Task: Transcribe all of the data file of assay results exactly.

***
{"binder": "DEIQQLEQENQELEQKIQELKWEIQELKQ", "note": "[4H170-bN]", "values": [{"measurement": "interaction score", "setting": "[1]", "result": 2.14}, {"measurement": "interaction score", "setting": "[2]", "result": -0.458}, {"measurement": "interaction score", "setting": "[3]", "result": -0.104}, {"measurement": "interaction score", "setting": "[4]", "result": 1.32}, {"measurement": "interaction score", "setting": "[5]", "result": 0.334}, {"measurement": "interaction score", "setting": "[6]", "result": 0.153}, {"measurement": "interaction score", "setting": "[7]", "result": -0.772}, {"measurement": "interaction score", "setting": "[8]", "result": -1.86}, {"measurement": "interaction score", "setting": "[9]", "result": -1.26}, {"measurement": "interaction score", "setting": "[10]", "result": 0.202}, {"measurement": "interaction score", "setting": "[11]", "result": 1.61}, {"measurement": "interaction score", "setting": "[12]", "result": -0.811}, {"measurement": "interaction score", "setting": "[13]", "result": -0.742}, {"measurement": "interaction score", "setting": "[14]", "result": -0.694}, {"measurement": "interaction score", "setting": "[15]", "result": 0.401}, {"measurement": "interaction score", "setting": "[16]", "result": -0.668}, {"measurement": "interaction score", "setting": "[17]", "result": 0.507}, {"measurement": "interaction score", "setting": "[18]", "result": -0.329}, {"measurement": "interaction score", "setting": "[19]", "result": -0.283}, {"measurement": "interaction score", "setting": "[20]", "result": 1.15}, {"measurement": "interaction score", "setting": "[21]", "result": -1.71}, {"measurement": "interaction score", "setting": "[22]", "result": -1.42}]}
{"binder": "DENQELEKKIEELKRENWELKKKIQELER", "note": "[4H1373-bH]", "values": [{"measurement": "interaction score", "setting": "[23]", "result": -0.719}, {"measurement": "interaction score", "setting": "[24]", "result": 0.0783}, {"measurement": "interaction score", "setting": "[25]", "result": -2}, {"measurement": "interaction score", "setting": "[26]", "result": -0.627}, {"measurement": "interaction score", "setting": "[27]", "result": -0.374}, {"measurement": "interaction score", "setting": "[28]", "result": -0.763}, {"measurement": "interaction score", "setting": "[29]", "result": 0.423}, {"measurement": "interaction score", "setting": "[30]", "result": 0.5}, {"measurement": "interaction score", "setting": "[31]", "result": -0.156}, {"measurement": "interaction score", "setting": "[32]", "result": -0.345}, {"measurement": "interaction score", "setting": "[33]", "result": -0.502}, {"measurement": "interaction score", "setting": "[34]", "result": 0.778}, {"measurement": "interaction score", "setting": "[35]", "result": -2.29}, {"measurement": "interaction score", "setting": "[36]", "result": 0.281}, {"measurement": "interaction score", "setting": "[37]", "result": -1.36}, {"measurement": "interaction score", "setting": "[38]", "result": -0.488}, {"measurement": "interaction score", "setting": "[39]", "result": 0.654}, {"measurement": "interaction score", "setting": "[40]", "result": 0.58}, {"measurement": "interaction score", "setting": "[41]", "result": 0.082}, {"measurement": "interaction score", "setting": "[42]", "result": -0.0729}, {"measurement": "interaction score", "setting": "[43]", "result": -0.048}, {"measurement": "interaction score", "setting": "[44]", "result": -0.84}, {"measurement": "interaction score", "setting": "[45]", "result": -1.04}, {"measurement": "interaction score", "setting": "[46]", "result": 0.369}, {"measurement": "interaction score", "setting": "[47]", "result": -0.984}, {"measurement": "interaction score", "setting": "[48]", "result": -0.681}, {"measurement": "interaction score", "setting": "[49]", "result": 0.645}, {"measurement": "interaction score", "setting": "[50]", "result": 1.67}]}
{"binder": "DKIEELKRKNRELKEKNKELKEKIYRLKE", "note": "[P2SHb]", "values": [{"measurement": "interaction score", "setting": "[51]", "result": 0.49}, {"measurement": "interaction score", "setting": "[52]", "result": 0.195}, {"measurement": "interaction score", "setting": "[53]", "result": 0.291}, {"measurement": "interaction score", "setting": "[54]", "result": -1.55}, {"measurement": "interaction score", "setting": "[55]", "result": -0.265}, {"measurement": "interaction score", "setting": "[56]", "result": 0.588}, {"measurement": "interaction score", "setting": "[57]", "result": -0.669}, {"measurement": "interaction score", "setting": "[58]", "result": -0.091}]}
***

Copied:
{"binder": "DEIQQLEQENQELEQKIQELKWEIQELKQ", "note": "[4H170-bN]", "values": [{"measurement": "interaction score", "setting": "[1]", "result": 2.14}, {"measurement": "interaction score", "setting": "[2]", "result": -0.458}, {"measurement": "interaction score", "setting": "[3]", "result": -0.104}, {"measurement": "interaction score", "setting": "[4]", "result": 1.32}, {"measurement": "interaction score", "setting": "[5]", "result": 0.334}, {"measurement": "interaction score", "setting": "[6]", "result": 0.153}, {"measurement": "interaction score", "setting": "[7]", "result": -0.772}, {"measurement": "interaction score", "setting": "[8]", "result": -1.86}, {"measurement": "interaction score", "setting": "[9]", "result": -1.26}, {"measurement": "interaction score", "setting": "[10]", "result": 0.202}, {"measurement": "interaction score", "setting": "[11]", "result": 1.61}, {"measurement": "interaction score", "setting": "[12]", "result": -0.811}, {"measurement": "interaction score", "setting": "[13]", "result": -0.742}, {"measurement": "interaction score", "setting": "[14]", "result": -0.694}, {"measurement": "interaction score", "setting": "[15]", "result": 0.401}, {"measurement": "interaction score", "setting": "[16]", "result": -0.668}, {"measurement": "interaction score", "setting": "[17]", "result": 0.507}, {"measurement": "interaction score", "setting": "[18]", "result": -0.329}, {"measurement": "interaction score", "setting": "[19]", "result": -0.283}, {"measurement": "interaction score", "setting": "[20]", "result": 1.15}, {"measurement": "interaction score", "setting": "[21]", "result": -1.71}, {"measurement": "interaction score", "setting": "[22]", "result": -1.42}]}
{"binder": "DENQELEKKIEELKRENWELKKKIQELER", "note": "[4H1373-bH]", "values": [{"measurement": "interaction score", "setting": "[23]", "result": -0.719}, {"measurement": "interaction score", "setting": "[24]", "result": 0.0783}, {"measurement": "interaction score", "setting": "[25]", "result": -2}, {"measurement": "interaction score", "setting": "[26]", "result": -0.627}, {"measurement": "interaction score", "setting": "[27]", "result": -0.374}, {"measurement": "interaction score", "setting": "[28]", "result": -0.763}, {"measurement": "interaction score", "setting": "[29]", "result": 0.423}, {"measurement": "interaction score", "setting": "[30]", "result": 0.5}, {"measurement": "interaction score", "setting": "[31]", "result": -0.156}, {"measurement": "interaction score", "setting": "[32]", "result": -0.345}, {"measurement": "interaction score", "setting": "[33]", "result": -0.502}, {"measurement": "interaction score", "setting": "[34]", "result": 0.778}, {"measurement": "interaction score", "setting": "[35]", "result": -2.29}, {"measurement": "interaction score", "setting": "[36]", "result": 0.281}, {"measurement": "interaction score", "setting": "[37]", "result": -1.36}, {"measurement": "interaction score", "setting": "[38]", "result": -0.488}, {"measurement": "interaction score", "setting": "[39]", "result": 0.654}, {"measurement": "interaction score", "setting": "[40]", "result": 0.58}, {"measurement": "interaction score", "setting": "[41]", "result": 0.082}, {"measurement": "interaction score", "setting": "[42]", "result": -0.0729}, {"measurement": "interaction score", "setting": "[43]", "result": -0.048}, {"measurement": "interaction score", "setting": "[44]", "result": -0.84}, {"measurement": "interaction score", "setting": "[45]", "result": -1.04}, {"measurement": "interaction score", "setting": "[46]", "result": 0.369}, {"measurement": "interaction score", "setting": "[47]", "result": -0.984}, {"measurement": "interaction score", "setting": "[48]", "result": -0.681}, {"measurement": "interaction score", "setting": "[49]", "result": 0.645}, {"measurement": "interaction score", "setting": "[50]", "result": 1.67}]}
{"binder": "DKIEELKRKNRELKEKNKELKEKIYRLKE", "note": "[P2SHb]", "values": [{"measurement": "interaction score", "setting": "[51]", "result": 0.49}, {"measurement": "interaction score", "setting": "[52]", "result": 0.195}, {"measurement": "interaction score", "setting": "[53]", "result": 0.291}, {"measurement": "interaction score", "setting": "[54]", "result": -1.55}, {"measurement": "interaction score", "setting": "[55]", "result": -0.265}, {"measurement": "interaction score", "setting": "[56]", "result": 0.588}, {"measurement": "interaction score", "setting": "[57]", "result": -0.669}, {"measurement": "interaction score", "setting": "[58]", "result": -0.091}]}